Men in the Making– Bruce Machart(Houghton Mifflin Harcourt)
The Sisters Brothers– Patrick Dewitt (Ecco)
The Barbarian Nurseries -Hector Tobar (FSG)
Doc– Mary Doria Russell (Random House)
Remembering Ben Clayton -Steve Harrigan (knopf)
Galore– Michael Crummey(Other Press)
The Lost Memory of SkinRussell Banks (Ecco)
Love and Shame and Love-Peter Ormer (Little Brown)
Before You Suffocate Your Own Fool Self-Danielle Evans (Riverhead)
To Be Sung Underwater by Tom McNeal (Little Brown)
21: The Story of Roberto Clemente -Wilfred Santiago (Fantagraphics)
Bin Laden’s Bald Spot-Brian Doyle (Red Hen Press)
You Think That’s Bad: Stories by Jim Shepard (Knopf)
Broken Irish-Edward Delaney (Turtle Point Press)
Once the River by Bonnie Jo Campbell (WW Norton)
Rules of Civility-Amor Towles(Viking)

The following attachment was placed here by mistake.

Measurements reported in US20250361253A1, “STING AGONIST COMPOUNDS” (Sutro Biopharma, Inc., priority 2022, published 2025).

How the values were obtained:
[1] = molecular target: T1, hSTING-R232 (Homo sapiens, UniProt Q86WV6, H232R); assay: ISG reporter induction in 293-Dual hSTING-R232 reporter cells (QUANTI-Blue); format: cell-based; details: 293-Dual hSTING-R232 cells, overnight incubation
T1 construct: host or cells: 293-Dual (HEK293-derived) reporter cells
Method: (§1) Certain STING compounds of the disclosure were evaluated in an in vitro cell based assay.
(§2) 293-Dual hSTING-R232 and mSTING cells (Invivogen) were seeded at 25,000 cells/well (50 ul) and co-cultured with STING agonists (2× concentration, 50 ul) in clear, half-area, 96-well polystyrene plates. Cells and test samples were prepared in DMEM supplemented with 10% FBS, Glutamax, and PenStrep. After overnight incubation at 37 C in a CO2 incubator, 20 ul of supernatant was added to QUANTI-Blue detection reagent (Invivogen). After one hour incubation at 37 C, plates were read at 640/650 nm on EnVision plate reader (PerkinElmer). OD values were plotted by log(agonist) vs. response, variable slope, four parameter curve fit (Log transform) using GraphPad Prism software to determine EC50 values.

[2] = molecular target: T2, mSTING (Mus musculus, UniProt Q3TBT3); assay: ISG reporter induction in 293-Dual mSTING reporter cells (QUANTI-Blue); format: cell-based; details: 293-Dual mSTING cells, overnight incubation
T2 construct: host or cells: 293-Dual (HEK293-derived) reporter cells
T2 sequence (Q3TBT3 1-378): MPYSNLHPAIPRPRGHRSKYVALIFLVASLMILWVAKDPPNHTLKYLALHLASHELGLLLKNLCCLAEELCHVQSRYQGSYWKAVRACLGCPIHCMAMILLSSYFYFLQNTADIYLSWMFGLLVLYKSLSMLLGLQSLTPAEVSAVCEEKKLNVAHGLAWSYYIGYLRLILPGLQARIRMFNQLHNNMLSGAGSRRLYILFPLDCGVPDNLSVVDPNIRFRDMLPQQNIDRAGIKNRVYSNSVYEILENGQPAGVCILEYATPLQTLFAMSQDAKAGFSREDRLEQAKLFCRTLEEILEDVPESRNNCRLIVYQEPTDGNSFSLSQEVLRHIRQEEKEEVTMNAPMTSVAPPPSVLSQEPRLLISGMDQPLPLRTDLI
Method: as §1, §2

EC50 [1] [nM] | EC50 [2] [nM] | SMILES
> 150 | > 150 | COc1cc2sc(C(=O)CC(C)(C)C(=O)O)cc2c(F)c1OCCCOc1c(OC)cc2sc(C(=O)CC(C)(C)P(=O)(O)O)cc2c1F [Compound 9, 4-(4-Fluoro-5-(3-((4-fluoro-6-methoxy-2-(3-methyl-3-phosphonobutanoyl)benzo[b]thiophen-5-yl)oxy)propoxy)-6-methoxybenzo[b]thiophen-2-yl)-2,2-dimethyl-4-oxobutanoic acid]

Chango’s Beads and Two Toned Shoes-William Kennedy (Viking)
Conquistadora– Esmeralda Santiago (Knopf)
The CutGeorge Pelecanos (Reagan Arthur)

Serial Fictionists

7 Sep

Except for a novitiate’s enthusiasm for John D McDonald’s Travis MCGee, I have not been enamored of crime store series as I discovered more and more irresistible crime story writers. I tried to stay with Robert Parker’s Spenser and early on and lost interest. Lawrence Block’s Scudder became agonizingly involved with 12 Steps and Alcoholics Anonymous. Andrew Vachhs’s Burke was compelling, especially since he so skillfully lived off the grid but you can only get so much mileage out of amorality.Thomas Perry’s Jane whitehead seemingly became a vehicle for various of her pyrotechnics. For a time, Walter Mosley’s Easy Rollins progressed convincingly—Mosley kept moving through the decades to good effect. Even highly regarded Michael Connolly’s Harry Bosch became tiresome —I would maintain that Connelly’s one-off, The Poet, was his best book. In fact, both Dennis Lehane and Robert Parker most absorbing stories were the one-offs they wrote set in a Boston of the past.